At the time, Kami was 7. She didn’t know how to play and could barely communicate. And, after years of being administered unneeded medication, she endured withdrawal from the drugs when she came to live with the Martins.
“The Bulgarian orphanage staff gave us prescriptions for medications they truly believed she needed,” Christen Martin said. “We consulted with a Bulgarian psychiatrist and she encouraged us to get her off them gradually. The withdrawal was definitely intense. There was so much outrageous behavior already that we didn’t know what were withdrawal symptoms.
“There was a lot of screaming, thrashing, rolling, clawing and biting. She wasn’t given any tools for healthy or normal communication. If she was disappointed, she’d drop to the ground and roll, scream and writhe. She was definitely just driven by instincts every moment and ruled by them without self-control. What happens to a person when they’re never given any love is tragic.”
The Martins tried to brace their biological children for the ordeal.
“They responded amazingly. We prayed for her together,” Christen Martin said. “When the other kids witnessed the screaming and scary behavior, they were nervous and afraid and it was hard, but the other children learned from an early age about loving others and how truly ugly child abandonment is; it’s one of the worst things in the world. They realize this is why you have a family. We all need it. I think they’ve taught Kami more than Mason and I could. They taught her how to play and be a child.”
In 2015, the Martins moved to Orlando. By then, Mason Martin was out of the Air Force and working for Wycliffe Bible Translators, which focuses on translating the Bible into hundreds of languages.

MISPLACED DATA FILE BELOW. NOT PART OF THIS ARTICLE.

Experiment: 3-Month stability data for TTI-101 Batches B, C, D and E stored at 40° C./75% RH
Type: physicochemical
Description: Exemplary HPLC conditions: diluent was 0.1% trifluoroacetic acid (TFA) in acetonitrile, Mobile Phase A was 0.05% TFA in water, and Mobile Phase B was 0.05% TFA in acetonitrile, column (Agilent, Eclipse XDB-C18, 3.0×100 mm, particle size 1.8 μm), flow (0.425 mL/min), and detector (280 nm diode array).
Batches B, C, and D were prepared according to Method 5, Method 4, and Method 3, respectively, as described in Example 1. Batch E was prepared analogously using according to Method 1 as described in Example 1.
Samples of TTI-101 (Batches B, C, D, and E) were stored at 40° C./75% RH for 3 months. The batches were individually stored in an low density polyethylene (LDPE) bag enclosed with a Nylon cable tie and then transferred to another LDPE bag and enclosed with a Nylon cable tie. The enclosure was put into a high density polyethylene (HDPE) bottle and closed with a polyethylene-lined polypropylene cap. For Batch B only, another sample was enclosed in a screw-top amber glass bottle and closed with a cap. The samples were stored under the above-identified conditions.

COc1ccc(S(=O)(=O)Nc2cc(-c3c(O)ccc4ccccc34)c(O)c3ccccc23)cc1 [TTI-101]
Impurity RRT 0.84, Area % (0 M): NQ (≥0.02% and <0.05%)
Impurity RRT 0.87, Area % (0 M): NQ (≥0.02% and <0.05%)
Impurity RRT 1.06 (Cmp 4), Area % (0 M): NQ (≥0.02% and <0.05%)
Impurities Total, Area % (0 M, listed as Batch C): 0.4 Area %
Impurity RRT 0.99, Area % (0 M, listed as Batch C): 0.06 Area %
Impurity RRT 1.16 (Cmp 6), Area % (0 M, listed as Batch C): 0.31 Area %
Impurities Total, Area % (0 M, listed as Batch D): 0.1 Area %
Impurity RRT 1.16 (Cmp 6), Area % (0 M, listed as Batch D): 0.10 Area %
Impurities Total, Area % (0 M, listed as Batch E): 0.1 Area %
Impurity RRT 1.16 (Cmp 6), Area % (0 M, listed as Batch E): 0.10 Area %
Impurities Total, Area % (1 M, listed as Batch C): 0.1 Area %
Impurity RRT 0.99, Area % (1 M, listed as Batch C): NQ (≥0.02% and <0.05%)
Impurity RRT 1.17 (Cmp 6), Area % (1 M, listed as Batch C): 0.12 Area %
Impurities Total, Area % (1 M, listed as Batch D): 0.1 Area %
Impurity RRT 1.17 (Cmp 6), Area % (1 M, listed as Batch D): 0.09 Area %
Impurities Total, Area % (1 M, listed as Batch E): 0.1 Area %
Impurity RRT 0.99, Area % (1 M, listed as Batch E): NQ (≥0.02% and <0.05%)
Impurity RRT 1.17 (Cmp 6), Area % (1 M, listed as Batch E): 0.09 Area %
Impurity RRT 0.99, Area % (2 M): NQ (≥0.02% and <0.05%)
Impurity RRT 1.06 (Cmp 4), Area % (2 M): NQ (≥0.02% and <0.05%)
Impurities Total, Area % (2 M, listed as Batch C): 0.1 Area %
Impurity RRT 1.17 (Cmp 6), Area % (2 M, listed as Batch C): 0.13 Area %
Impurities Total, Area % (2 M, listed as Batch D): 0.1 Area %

Christen Martin homeschools her children, but she needed help with Kami. In Orlando, the family learned about the Gardiner Scholarship managed by Step Up For Students.
The Martins applied for the scholarship and Kami was accepted, due to her intellectual disability. They used the scholarship to hire Kathy Wood, an occupational therapist who has worked with Kami twice a week for about a year.
It was slow going, at first.
“I do in-home therapy and I met her with her family around her,” Wood said. “It’s nice to have that advantage because sometimes a clinic can add a whole level of distance. That said, Kami was very difficult to engage. I hate to say she was a feral child, but that’s a clear view of what it felt like. She had not had a lot of human contact.
“When she first arrived, there was still a lot of no eye contact and she would not tolerate being touched at all. She would not engage me in any way. She would turn her back on me and would not include me in her space – like an animal might do to protect itself or home.”
But Wood showed up consistently and slowly earned Kami’s trust. After a few weeks, Kami allowed Wood to perform reflex techniques that help train her body to adjust to life outside of a crib.
“We do basic exercises,” Wood said. “On her feet, I stimulate the tendons to increase walking ability, coordination and balance, even her emotions. I do cross-body reflexes, where you stimulate the bottom left foot and raise the right leg, cross it over the body and back down. Then, we do the other leg. You work both halves of the brain that way. It increases coordination and motor control.”
Kami has been speaking more lately, but there is much progress yet to be made. The family uses most of the scholarship money for occupational therapy, but it has also covered a trip to a pediatric eye doctor.